China ranks among the world's top executioners and rights activists say more people are put to death in China every year than in the rest of the world combined. Some estimates put the number of court-ordered executions as high as 10,000 a year.
Based on public reports available, in 2006 Amnesty International recorded 1,010 executions, or about two-thirds of the known total worldwide. Beijing however does not release official figures, which are designated state secrets. More than 60 types of crimes -- including economic ones like tax fraud and bribery -- are punishable by death in China.
In recent years the country has been under increasing international and domestic pressure to improve its much-criticized death penalty system. With the approach of the 2008 Olympic games, which Beijing is hosting, and the international attention focusing on China's human rights record, domestic media has been bolder exposing cases of wrongful executions, sparking national outrage.
In one of the latest examples of publicized "unjust cases," public opinion has rallied behind the 12-year-long quest of a mother to clear the name of her son who she claims was wrongfully executed for a crime he did not commit.
Nie Shuwu was executed in 1995 for a rape and murder. For ten years after the sentence was carried out, his mother challenged the authorities repeatedly to reverse the conviction with no success. But when in 2005, a serial rapist and killer was arrested and confessed to have killed Nie's alleged victim, public opinion erupted in fury over the apparent bungled dispense of justice.
In January Beijing took the unusual step of reinstating a requirement that every death sentence must be reviewed and approved by the country's Supreme Court. Observers have stated that in the past many court-ordered executions were based on forced confessions and rushed trials that often took less than a day.
Since the review by the Supreme Court was reinstated, the country has reported fewer executions and observers say Beijing expects a 10-year low this year.
With the Olympics drawing nearer, the Court recently ordered judges to be more cautious in the imposition of the death penalty.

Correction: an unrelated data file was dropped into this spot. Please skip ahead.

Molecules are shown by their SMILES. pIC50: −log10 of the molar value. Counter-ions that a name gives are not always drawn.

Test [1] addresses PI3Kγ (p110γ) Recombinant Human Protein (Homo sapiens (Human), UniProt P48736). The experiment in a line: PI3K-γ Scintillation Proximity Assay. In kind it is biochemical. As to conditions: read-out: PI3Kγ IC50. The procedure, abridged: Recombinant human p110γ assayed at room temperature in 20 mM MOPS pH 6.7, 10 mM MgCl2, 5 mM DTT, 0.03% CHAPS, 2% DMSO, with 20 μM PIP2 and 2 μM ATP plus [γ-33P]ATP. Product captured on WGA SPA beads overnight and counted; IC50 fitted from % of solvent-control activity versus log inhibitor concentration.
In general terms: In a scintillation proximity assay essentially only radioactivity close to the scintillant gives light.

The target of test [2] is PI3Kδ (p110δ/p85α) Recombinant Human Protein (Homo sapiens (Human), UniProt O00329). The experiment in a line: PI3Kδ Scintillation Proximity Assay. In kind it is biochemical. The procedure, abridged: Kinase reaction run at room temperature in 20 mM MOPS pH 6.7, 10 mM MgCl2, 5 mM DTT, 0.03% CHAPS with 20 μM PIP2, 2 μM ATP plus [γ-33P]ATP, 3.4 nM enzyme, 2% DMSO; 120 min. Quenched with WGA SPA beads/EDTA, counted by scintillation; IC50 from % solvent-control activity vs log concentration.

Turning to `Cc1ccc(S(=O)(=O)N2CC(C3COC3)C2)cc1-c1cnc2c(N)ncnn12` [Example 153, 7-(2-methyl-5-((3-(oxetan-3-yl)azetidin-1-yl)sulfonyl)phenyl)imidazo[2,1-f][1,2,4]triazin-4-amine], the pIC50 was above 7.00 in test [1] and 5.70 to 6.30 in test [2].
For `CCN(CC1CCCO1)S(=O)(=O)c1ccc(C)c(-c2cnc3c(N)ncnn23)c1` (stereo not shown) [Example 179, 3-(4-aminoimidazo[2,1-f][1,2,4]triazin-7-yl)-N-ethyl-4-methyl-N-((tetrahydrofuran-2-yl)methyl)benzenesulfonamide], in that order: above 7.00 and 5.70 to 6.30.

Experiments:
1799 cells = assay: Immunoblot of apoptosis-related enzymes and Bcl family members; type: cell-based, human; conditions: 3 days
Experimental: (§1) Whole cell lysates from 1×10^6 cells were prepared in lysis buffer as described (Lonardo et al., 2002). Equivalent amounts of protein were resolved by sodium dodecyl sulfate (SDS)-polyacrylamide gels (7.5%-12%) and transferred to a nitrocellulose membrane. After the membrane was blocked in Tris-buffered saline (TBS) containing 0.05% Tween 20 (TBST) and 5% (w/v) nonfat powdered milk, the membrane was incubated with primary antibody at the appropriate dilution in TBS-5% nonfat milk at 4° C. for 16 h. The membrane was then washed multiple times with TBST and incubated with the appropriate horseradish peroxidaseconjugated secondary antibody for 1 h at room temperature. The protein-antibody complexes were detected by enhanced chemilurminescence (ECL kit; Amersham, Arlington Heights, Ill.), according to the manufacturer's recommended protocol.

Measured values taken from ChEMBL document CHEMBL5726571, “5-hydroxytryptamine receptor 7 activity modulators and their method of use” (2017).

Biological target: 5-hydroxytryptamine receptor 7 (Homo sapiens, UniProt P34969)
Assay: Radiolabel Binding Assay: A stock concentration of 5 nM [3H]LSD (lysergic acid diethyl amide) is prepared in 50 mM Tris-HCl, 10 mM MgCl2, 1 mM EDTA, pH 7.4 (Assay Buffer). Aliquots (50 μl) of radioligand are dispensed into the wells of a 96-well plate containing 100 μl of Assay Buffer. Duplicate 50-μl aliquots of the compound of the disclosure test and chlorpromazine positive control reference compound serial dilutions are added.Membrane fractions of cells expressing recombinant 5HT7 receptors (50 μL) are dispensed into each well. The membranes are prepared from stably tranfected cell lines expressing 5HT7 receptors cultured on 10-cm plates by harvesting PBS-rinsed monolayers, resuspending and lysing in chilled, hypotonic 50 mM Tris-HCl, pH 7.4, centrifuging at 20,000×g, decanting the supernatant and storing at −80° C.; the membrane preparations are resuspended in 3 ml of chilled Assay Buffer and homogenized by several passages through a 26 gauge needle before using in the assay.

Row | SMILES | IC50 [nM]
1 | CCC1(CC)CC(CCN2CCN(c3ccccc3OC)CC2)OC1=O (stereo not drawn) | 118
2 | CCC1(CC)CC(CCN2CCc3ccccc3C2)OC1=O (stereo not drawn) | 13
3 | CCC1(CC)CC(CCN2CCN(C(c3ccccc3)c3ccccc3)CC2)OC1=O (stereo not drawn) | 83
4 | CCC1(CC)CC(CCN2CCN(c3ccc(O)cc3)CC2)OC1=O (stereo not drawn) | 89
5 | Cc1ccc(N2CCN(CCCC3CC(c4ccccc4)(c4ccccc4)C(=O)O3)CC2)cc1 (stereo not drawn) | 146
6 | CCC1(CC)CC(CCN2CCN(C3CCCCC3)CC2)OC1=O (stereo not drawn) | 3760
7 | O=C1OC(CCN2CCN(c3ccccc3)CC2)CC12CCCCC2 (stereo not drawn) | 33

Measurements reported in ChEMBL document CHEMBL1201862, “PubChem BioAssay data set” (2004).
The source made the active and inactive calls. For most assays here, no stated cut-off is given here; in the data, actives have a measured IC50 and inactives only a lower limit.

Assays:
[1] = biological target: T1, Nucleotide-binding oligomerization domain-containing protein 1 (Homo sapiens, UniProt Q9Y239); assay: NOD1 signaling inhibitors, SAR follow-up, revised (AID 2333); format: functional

An order on its website in September said executions should be reserved for "an extremely small number of serious offenders," while the ultimate punishment should be withheld in certain cases of crimes of passion or some economic crimes.
But the statement was unequivocal in backing the continued use of the death penalty as a crime deterrent. "We must hand down and carry out immediate capital punishment for heinous cases with iron-clad evidence that they have resulted in serious social damage," it said.
Even as the draft UN resolution calling for a global moratorium on the death penalty was about to be presented for a committee vote, China did not baulk at publicising its decision to sentence five ethnic Muslims to death for allegedly masterminding separatist activities in the country's far western region of Xinjiang.
"In order to split the nation... they carried out extreme religious activities and advocated holy war and established a terrorist training base," the state news agency Xinhua said on Nov 11 in its report on the sentencing.
The UN draft resolution, which was co-sponsored by European Union and 60 other countries, must still be submitted to the entire 192-member General Assembly for a vote expected in mid-December. If approved, it will be non-binding but will give a moral boost to those in China campaigning for death penalty abolition.
The text calls on all states still maintaining the death sentence to respect a moratorium "with a view to abolishing the death penalty." It urges them to "progressively restrict the use of the death penalty" and calls upon the 130 states which have already abolished the ultimate penalty not to reintroduce it.
Chinese academics claim that the public continues overwhelmingly to support the use of death penalty as a crime deterrent and as an ultimate tool in settling the wrongs suffered by innocent crime victims.
"Even if the death penalty had no deterrent force whatsoever but provided only consolation to the people, it would still be necessary," argues Yang Zhizhu, a researcher with the China Youth College for Political and Legal Studies.
"While China is still in the process of building its legal system, the death penalty is necessary for public consolation in the same way that a painkiller is needed when no cure is available for an acute disease," Yang wrote in a commentary in the Southern Weekend newspaper.
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Albion Monitor November
23, 2007 (http://www.albionmonitor.com)
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